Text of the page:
I’ve known and admired Edwina Gateley for years, and even had the privilege of speaking at various church events with her, most memorably, a week-long teach-in together in Olympia, Washington, seven years ago. She’s a spell-binding speaker, heroic church woman, devoted mother, great writer, amazing story teller, brilliant organizer and good friend. I cherish her wit and wisdom; most of all, she cheers me up and gives me new energy to carry on our work of peace and justice.
But reading her newly published spiritual memoir, In God’s Womb (Orbis Books, 2009), I realize how far I underestimate her. She’s a mystic, a living saint in our midst. Many church men fear her. Most simply do not understand her. Reading this book helps explain why: Edwina is committed to God. Her mission springs from and leads to a passionate love of God. And because her God is so big, because she speaks with authority, she threatens the powers that be.
In God’s Womb is a readable, inviting, and amazing testimony of one of the many great churchwomen of our times.
She writes: “One of the questions most frequently asked of me is: ‘Why are you still a member of the Roman Catholic Church? Why are you still working full time in the Church?’” Where has her motivation and passion come from? Not from musty books, she says, and not from hard theology. “It has come from my experience of God, something over which I really have not had much control…”
Her experience of God begins early, as a teenager in England. While her friends expended their youthful energy on the playing fields of Lancaster, Edwina ensconced herself in the cavernous Lancaster Cathedral, “God’s Womb,” she calls it. There in solitude she sat, “absolutely fascinated by the sense of mystery and awe….” And now, looking back, she expresses some measure of surprise—she was already a contemplative at the age of thirteen.
The contemplative urge never deserted her. Well into her adulthood it rose again, and off she went for a three-month stay at a hermitage in the Sahara desert of Algeria. “It was,” she says,
|a very rich and deep experience, one that increased my sense of belonging to God and being deeply loved…. I came to know, with a great certainty, that God longs to comfort us and to assure us that, no matter what we have done, where we have been, or even how we have lived—we will never be abandoned or excluded from God’s embrace.|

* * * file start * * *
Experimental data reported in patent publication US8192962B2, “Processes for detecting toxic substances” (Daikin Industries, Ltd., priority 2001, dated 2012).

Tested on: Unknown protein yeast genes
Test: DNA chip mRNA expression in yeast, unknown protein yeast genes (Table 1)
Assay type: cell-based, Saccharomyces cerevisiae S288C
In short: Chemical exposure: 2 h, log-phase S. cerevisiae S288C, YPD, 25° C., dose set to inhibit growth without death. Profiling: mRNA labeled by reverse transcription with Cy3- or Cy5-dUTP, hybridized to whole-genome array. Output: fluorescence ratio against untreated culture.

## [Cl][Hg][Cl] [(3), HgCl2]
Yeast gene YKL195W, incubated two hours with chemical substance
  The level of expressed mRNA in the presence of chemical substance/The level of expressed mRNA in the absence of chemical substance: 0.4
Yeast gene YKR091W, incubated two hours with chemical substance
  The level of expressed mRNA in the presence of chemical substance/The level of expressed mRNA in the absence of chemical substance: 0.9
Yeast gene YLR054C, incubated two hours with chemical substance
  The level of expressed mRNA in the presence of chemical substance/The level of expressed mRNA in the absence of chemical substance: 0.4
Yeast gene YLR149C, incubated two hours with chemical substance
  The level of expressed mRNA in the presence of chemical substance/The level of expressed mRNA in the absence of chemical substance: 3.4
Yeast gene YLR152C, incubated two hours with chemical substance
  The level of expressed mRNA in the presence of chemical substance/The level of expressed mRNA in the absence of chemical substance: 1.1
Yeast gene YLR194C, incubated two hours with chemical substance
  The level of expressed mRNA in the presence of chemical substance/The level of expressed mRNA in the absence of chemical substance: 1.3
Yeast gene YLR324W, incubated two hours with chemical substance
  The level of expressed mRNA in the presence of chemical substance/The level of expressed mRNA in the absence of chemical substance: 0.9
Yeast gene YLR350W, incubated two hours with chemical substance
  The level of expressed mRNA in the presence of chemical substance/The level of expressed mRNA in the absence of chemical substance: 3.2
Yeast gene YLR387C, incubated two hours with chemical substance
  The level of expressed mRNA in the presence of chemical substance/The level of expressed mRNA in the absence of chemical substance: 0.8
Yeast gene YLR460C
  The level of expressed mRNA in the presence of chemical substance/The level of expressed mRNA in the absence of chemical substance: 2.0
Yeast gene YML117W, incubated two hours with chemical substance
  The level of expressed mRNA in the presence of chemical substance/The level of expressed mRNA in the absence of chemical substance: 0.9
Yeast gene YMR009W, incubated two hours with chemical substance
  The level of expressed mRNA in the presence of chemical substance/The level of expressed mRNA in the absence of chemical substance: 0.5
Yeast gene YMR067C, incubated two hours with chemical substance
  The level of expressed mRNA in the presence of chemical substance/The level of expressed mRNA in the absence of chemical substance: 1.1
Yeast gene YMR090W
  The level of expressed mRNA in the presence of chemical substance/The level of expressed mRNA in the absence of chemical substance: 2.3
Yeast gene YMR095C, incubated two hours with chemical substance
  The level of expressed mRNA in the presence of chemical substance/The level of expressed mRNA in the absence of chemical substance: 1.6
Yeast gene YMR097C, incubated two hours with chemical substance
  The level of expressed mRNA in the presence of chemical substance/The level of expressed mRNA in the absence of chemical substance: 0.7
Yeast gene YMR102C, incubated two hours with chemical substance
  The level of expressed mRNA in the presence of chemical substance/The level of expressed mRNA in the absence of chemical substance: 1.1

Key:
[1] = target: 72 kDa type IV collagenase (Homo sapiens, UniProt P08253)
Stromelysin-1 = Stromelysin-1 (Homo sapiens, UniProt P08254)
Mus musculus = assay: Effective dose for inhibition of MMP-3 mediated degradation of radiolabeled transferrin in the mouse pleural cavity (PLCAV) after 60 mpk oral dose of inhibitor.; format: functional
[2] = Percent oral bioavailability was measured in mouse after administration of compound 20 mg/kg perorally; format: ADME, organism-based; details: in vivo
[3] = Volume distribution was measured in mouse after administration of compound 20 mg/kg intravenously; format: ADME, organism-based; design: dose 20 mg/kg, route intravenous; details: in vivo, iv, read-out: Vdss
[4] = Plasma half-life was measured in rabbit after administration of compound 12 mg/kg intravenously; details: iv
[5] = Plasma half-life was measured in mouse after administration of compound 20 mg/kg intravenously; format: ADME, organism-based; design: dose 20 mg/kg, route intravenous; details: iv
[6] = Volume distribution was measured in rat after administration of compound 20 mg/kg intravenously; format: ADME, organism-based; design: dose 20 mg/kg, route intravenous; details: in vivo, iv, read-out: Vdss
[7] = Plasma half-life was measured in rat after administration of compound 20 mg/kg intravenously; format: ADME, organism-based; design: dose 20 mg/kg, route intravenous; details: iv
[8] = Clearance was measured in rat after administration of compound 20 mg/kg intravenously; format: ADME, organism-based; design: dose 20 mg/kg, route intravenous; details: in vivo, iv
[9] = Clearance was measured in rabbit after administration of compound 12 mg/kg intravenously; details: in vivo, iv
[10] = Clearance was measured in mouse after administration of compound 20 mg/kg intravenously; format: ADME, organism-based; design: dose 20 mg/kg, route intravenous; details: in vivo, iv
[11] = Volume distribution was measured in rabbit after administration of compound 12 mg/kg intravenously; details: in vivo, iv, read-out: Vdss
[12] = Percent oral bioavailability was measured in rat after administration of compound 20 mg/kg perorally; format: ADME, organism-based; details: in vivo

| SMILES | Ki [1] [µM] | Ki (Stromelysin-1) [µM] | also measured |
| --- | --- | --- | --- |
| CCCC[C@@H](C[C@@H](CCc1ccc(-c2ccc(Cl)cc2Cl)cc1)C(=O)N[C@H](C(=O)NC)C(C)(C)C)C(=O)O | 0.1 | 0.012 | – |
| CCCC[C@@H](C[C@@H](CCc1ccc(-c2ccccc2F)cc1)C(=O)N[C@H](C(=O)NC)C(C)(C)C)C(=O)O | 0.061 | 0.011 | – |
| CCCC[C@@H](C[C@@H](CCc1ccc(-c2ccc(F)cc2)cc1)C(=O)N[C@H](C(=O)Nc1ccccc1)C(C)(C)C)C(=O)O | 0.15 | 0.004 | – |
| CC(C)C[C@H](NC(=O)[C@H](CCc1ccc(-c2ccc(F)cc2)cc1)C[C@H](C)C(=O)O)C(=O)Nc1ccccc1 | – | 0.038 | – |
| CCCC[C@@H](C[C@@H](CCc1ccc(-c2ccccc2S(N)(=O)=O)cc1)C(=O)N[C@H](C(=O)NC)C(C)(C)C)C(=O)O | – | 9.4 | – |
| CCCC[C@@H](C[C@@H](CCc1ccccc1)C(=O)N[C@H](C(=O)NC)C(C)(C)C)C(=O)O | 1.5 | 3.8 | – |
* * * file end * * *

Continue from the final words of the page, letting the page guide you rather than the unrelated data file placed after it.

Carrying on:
And from this, things unfolded. Out of the richness of contemplation, from her passionate love of God, sprang her relentless sense of mission, to love and serve others and lead them to that Great Love.
She graduated from college in 1961 then off she went to Africa to serve the poorest of the poor. And as is often the case, in that mysterious reversal of roles, the poor tendered the greater service.
|In Africa, my understanding of God changed because of the hospitality, generosity and openness of the African people. Their notion of God seemed to be so much bigger than what I had learned from my Church at home. I learned that we are suffused with God.|
Back in England, inspired by Vatican II, she founded the Volunteer Missionary Movement, an organization of lay Catholics dispatched to the very poor around the world.
How to fund the nascent organization? How staff it, how furnish it? She prayed for it, and believed in it. And soon news came to her of an idle 30-room house, owned by the church, on four acres of land near London. She mustered her boldness and approached the cardinal. Would he turn it over to her—for free?
There was some balking and skepticism. But against long odds, she held her ground. Then finally word came down. Yes. Before long, some 500 volunteers—men and women, married and single, young and old—fanned out across the globe, to serve the poor in twenty-six countries on five continents.